Another indirect sign of the siloviki's rising influence is a campaign by Moscow Mayor Yury Luzkhov to evict hundreds of residents from two downtown areas to provide housing and office space for the FSB, the successor to the KGB. A Moscow government official, who asked not to be named, says the current, mainly elderly, tenants will be involuntarily relocated to the suburbs, and about 20 percent of the redeveloped properties - choice locations near FSB headquarters on Lubyanka Square - turned over to the security agency.

"The influx of siloviki into government has already had a negative impact on democracy," says Viktor Kremeniuk, deputy director of the Institute for USA-Canada Studies in Moscow. "These are people who feel that democratic rules and transparency interfere with their mission to restore order. They believe the country needs stability, which to them means fewer elections, less interference into state affairs from parliament and the media, and an end to divisive debates in society."

The siloviki share more than a background in security work. "They bring a mafia-like approach to government," says Mr. Kremeniuk. "They will deal only with their own kin in other branches of government. They have a sense of being selected; they are absolutely certain of their right to be in power.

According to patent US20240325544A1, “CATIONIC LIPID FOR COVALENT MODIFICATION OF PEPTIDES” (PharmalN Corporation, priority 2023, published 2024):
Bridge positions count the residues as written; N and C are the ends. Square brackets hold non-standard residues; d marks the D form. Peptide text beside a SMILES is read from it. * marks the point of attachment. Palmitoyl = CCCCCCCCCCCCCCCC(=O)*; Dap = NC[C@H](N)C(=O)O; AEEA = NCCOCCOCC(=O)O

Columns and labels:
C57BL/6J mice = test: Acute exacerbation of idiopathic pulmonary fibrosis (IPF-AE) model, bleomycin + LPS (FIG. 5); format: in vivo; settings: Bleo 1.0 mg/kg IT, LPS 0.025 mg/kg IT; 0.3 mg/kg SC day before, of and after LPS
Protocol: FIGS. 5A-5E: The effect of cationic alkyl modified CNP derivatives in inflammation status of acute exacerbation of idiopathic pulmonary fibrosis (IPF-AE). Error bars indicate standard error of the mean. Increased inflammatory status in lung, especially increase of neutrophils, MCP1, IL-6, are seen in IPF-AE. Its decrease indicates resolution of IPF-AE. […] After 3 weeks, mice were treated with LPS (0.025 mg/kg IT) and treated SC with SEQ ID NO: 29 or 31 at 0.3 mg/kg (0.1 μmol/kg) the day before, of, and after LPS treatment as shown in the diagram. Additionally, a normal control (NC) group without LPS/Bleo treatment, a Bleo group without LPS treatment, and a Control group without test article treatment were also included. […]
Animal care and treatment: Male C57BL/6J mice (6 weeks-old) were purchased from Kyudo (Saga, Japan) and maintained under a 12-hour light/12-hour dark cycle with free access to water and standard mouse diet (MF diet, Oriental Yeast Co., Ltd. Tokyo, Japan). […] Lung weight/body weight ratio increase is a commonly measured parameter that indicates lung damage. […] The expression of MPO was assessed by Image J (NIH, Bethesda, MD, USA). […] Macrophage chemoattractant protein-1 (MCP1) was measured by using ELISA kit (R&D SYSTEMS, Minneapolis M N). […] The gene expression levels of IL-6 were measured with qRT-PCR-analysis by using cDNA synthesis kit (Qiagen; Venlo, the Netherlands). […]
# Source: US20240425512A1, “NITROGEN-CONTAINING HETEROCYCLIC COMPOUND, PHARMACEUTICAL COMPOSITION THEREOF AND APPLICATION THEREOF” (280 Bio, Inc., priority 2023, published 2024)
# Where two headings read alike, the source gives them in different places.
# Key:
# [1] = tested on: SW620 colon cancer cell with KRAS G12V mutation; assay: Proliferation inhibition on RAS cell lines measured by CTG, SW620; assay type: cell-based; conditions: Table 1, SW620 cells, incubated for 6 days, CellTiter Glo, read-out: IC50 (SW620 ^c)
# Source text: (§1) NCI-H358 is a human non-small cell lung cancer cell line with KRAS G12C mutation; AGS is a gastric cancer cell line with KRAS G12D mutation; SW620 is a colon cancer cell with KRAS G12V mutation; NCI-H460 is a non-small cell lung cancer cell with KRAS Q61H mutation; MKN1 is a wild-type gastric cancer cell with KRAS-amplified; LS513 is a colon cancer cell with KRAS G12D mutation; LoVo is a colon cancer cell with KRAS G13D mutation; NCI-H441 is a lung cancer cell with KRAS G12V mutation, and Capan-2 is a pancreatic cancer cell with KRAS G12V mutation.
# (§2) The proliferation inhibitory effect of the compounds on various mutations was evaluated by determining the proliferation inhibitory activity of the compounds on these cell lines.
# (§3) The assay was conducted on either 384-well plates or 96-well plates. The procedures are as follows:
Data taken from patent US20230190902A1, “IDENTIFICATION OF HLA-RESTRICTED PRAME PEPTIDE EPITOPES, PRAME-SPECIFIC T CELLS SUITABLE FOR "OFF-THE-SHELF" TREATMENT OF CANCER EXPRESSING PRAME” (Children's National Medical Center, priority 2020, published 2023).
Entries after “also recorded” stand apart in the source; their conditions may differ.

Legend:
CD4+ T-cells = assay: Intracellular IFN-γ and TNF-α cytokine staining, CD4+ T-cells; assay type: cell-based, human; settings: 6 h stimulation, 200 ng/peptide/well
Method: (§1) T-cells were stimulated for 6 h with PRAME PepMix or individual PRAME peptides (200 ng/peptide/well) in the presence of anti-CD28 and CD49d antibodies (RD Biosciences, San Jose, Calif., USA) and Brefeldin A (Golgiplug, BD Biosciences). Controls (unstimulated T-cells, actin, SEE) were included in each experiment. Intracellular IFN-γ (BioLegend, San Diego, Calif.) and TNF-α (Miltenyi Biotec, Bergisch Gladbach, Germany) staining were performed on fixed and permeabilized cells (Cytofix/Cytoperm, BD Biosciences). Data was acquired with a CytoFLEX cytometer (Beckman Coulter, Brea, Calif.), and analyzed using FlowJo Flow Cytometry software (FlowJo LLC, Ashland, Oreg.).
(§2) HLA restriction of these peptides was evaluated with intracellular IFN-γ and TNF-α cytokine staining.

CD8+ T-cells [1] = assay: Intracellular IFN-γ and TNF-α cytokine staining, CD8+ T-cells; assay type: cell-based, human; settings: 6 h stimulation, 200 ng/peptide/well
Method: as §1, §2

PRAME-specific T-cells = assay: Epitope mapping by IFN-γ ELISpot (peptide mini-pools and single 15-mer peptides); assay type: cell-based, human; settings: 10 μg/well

They also have a common ideology, which some experts describe as statism. "When these guys speak of strengthening the state, they mean absolute loyalty of those below to their superiors," says Nikolai Petrov, an expert with the Carnegie Center, a think tank in Moscow. "They think individual interests are much less important than state interests."

Experts divide over whether the siloviki's rise was planned or incidental. Some say the age-old buddy system of Russian bureaucracy was the main engine. "Putin didn't have a wide circle of associates to draw on when he came to power, so he brought a couple of dozen of his old KGB colleagues into the Kremlin," says Kremeniuk. "They brought their friends, and they brought their friends, and so on."

Others argue that state institutions are simply responding to public demands for national renewal following years of social breakdown, lawlessness, and economic decline under former President Boris Yeltsin. "Putin's coming to power and his popularity can be explained by the fact that the population wants order," says Mikhail Lyubimov, a former KGB spy and author of popular espionage novels. The KGB and other security agencies are widely regarded as more disciplined, responsible, and less corrupt than other social groups.

This month's parliamentary elections, which returned a massive majority for pro-Kremlin and nationalist parties, are widely read by experts as an endorsement of Putin's course.

Where the trend leads is an open question, one that worries Kryshtanovskaya. "I am sure that Putin believes he can control the uses of authority, and slam on the brakes anytime he wants," she says. "But I fear the tendency to authoritarianism is a slippery slope, and once we are moving it will be impossible to stop."